To oversimplify the book’s implication, we all start from an equal place of potential, and our success, sustainability, and even survival are generally decided by availability, opportunity, access, and necessity. Consciously or not, these basic themes have a profound on my relationship with music. Just as complex grains, animals suited for domestication etc, were available to Eurasian civilizations, music and fellow musicians are bountiful to anyone with a wifi connection living in Los Angeles in 2017. So plentiful in fact, that it is difficult to not be desensitized by the abundance of content and players. Often the most difficult task is to filter out everything and everyone that I don’t connect with. I am constantly learning from others.  From the days of the first Napster downloads, I could see what other music people who listened to my band were also “stealing.” This insight was impossible to obtain (at least on this scale) with this ease previously.  The constant opportunity to be inspired by sounds at a local bar or the Hollywood Bowl gave us the kind of direct access I always dreamed of as a kid growing up in the Santa Cruz Mountains. Lastly, the parallels between necessity and innovation are striking. I often reflect and wrestle with what many musicians refer to as their “need” to play and have an outlet, and our desire or “want” to be heard. Now that we are past the point of just trying to survive, is the motivation to make the best music we can still burning? The necessity exists if we want to be heard, but it must start internally as well. There is a need to constantly push for excellence, but also a great longevity in being resourceful and sparing. If you can record a great song with a guitar or piano, why build 100 tracks around it?  As soon as we take it on the road, it may be difficult to reproduce in any recognizable and meaningful way. We have an abundance of resources in one place, but leave the comfort of our geography and the equation starts again from zero.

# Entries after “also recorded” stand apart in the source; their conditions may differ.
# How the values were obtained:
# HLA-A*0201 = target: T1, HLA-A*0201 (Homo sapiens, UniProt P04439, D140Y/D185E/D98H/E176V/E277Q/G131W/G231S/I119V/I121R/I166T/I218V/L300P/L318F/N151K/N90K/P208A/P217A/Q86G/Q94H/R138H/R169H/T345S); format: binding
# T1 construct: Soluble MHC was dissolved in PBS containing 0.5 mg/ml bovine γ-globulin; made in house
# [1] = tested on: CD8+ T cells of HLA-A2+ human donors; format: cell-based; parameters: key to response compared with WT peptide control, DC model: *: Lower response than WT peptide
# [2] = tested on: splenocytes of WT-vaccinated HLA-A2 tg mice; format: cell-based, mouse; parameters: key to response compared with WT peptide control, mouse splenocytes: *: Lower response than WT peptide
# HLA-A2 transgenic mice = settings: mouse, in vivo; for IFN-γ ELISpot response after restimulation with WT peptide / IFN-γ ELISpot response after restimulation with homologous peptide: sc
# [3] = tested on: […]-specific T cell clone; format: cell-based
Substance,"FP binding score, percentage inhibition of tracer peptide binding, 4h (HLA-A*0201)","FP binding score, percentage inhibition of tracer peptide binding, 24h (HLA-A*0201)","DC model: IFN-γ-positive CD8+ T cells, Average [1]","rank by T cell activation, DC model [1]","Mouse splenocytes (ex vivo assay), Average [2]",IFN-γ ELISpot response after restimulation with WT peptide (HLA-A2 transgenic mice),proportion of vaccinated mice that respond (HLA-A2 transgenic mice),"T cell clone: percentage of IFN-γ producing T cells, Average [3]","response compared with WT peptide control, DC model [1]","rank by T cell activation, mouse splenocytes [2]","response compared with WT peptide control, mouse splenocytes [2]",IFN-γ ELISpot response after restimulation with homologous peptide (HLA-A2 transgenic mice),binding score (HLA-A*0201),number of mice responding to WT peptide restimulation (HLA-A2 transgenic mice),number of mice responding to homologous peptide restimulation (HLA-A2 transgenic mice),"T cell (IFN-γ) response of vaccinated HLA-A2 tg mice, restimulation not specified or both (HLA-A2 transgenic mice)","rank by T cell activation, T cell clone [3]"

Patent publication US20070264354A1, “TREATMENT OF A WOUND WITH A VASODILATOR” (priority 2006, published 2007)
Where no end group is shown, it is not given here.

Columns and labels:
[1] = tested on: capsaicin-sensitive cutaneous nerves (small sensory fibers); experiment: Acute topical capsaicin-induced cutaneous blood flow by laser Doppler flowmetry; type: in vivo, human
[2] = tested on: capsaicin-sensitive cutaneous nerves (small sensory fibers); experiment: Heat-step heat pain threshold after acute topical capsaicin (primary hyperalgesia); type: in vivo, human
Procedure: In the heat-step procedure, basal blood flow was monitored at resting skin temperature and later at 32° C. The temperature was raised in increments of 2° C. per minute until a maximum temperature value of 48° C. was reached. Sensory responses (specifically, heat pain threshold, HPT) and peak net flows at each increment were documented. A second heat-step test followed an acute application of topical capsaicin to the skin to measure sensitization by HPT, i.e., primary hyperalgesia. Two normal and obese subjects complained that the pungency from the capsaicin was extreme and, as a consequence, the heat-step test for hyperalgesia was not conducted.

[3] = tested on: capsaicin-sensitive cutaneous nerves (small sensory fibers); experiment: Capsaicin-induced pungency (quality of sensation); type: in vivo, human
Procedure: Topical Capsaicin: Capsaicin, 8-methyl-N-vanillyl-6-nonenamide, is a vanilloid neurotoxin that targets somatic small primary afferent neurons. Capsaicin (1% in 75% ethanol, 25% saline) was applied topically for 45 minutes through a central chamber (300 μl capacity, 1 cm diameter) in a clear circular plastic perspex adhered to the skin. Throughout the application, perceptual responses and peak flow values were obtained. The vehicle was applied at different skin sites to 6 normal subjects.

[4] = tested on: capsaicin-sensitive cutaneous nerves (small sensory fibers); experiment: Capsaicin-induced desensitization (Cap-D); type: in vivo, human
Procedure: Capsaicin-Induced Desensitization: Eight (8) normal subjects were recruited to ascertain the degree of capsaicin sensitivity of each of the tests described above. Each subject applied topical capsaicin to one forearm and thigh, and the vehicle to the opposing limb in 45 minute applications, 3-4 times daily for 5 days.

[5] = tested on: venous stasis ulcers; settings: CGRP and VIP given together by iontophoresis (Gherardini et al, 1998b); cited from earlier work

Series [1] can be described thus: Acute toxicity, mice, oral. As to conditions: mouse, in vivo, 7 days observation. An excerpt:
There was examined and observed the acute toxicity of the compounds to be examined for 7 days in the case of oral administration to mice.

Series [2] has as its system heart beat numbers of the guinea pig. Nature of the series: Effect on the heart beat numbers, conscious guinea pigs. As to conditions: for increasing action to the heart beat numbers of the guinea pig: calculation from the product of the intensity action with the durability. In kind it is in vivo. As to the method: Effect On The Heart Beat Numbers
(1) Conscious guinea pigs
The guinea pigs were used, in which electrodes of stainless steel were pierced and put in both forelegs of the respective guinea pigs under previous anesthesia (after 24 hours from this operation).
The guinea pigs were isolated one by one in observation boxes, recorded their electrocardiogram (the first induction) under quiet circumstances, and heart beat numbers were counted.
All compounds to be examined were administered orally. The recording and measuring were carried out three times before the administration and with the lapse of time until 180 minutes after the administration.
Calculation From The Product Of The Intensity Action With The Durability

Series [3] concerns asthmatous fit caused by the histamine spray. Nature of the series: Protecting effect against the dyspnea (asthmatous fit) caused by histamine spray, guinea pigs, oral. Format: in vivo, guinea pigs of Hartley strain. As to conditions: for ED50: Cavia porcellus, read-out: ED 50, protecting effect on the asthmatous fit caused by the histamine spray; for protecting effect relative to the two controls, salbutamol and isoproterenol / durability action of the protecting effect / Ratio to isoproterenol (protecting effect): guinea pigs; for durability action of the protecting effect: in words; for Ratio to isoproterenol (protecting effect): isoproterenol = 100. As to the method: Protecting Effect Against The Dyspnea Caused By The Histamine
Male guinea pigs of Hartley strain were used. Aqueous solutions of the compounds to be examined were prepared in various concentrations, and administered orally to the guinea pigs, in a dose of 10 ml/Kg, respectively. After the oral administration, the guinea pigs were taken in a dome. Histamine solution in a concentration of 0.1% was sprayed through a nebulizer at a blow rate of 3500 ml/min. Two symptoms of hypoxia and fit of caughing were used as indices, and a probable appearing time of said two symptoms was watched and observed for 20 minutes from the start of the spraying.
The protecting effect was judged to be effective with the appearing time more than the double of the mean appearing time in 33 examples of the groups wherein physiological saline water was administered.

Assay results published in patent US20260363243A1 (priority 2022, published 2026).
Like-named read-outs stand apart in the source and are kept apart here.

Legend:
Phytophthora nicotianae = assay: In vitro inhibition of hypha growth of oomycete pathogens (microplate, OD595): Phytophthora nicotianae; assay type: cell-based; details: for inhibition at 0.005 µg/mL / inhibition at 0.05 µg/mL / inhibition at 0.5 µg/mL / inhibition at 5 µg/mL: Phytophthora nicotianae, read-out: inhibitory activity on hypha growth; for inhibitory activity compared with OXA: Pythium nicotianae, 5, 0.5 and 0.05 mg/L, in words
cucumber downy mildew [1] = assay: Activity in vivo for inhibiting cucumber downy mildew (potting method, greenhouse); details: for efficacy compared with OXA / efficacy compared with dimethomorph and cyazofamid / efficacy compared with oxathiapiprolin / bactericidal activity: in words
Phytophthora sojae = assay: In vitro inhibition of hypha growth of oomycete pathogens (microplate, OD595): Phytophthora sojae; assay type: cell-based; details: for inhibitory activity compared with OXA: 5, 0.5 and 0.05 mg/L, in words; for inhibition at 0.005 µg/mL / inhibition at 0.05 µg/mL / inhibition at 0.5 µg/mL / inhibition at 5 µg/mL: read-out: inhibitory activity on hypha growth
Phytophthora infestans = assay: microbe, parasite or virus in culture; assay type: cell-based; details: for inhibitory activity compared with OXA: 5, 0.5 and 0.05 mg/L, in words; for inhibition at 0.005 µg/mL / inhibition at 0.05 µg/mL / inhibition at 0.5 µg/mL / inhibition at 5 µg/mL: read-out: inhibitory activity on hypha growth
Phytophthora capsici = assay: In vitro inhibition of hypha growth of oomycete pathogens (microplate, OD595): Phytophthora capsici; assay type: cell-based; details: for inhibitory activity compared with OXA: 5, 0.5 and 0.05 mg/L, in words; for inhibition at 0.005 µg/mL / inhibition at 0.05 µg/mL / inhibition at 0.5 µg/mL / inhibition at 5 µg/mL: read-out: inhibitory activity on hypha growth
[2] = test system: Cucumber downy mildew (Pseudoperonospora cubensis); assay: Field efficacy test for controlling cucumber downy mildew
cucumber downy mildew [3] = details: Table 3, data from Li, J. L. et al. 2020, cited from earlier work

A New Pair of Glasses by Chuck “C”